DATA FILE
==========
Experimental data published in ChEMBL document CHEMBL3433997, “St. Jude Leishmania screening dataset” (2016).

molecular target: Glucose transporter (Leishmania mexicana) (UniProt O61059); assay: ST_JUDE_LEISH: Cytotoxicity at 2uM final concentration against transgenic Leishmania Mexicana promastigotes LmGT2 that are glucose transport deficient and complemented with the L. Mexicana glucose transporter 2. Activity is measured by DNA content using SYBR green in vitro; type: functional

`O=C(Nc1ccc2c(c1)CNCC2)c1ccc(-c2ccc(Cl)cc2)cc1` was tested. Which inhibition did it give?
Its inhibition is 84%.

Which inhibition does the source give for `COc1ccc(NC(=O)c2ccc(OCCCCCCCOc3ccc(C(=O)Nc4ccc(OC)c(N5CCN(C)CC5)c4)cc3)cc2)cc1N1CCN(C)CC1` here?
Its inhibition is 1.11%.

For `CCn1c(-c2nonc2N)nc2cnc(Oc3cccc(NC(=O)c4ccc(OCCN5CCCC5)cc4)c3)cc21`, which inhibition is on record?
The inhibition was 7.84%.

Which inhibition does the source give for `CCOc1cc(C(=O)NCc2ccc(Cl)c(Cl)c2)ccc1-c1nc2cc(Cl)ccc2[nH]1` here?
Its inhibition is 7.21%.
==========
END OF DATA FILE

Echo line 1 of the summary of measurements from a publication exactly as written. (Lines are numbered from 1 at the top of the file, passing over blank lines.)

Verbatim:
Experimental data published in ChEMBL document CHEMBL3433997, “St. Jude Leishmania screening dataset” (2016).